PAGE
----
Doug: "I think we decided before that run that we wanted to because we wanted to see just how fast we could go with no traffic, just for fun. But my wife didn't give the okay, so it was about two days after our car was wrecked, and we lost the record that my wife said, I think you should go try to get the record back because I don't like how you lost it, and how everything went down this weekend. So it only took me about 10 minutes to text Arne and say all right, let's find a car."
DB: "How long did that process of transplanting a bunch of gear into the Audi take?"
Arne: "It was three days. I took all the countermeasures out of my Ford LTD that I was going to run in the Sea to Sea express in 2019. All the countermeasures came out of there, the fuel cell came out of the Mercedes. I took a CB antenna and some other stuff off of my Ford Crown Vic, that that I used for the Cannonball before, and some of the some of the electronics came out of the Corvette."
DB: "How many spotters did you have this time?"
Doug: "About 35"
DB: "Did you have people stationed all across the country?"
Doug: "Yeah, they're staggered all across the country. We had an off-site team, essentially a remote team that was watching our feed and scheduling, running the communications with all the scouts."
DB: "So after Alex [Roy] set his record, 30 hours was perceived to be this artificial barrier that was put in, and after Ed [Bolian] set 28:50 accusations of him cheating, were out there, how does setting a time of 25:39 reframed what's possible?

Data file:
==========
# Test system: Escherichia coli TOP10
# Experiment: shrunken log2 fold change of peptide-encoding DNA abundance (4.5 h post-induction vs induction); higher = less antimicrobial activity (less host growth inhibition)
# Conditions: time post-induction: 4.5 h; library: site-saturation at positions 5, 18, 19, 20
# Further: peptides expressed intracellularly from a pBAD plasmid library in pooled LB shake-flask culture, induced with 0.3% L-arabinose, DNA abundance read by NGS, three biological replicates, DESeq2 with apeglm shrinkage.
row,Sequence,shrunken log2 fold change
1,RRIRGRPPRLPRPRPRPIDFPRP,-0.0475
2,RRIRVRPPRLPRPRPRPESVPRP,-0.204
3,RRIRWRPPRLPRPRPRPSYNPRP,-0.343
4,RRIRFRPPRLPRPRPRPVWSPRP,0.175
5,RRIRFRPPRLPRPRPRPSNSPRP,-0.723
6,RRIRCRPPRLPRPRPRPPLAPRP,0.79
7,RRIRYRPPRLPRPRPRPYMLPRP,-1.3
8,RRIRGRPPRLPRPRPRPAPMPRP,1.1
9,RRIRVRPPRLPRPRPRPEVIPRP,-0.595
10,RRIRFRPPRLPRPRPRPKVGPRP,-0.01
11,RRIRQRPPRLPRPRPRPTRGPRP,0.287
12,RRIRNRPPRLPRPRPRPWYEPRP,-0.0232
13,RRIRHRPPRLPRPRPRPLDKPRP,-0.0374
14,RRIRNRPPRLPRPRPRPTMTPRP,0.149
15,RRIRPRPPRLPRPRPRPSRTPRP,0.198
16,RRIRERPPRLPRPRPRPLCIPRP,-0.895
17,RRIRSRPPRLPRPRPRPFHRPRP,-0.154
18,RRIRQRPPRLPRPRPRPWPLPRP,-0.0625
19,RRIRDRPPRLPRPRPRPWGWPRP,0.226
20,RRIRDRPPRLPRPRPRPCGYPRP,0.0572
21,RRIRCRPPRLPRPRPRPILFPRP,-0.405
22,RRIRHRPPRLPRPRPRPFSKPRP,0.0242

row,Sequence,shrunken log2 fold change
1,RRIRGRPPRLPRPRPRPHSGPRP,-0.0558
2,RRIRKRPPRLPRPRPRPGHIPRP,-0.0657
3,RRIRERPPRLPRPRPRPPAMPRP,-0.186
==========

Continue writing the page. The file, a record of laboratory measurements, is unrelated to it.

Doug: "Well, I think that 27:25 kind of reframed what was possible, you know, all bets are off during the pandemic because, you know, you remove at least two factors, probably three that will delay you, you know, there is no construction, little to no enforcement in many states, and up to a 70% reduction in traffic, and that is a game-changer. So I think for us, it wasn't necessarily redefining what was possible, but just kind of saying, what's the handicap factor, for, you know, a pandemic because we'd already kind of set the bar during normal all circumstances, how much faster could people go with those factors removed?"
GPS readout verifying the time
DB: "In the future, will there have to be two parts of the Wikipedia page, Covid cannonballs and more traditional runs?"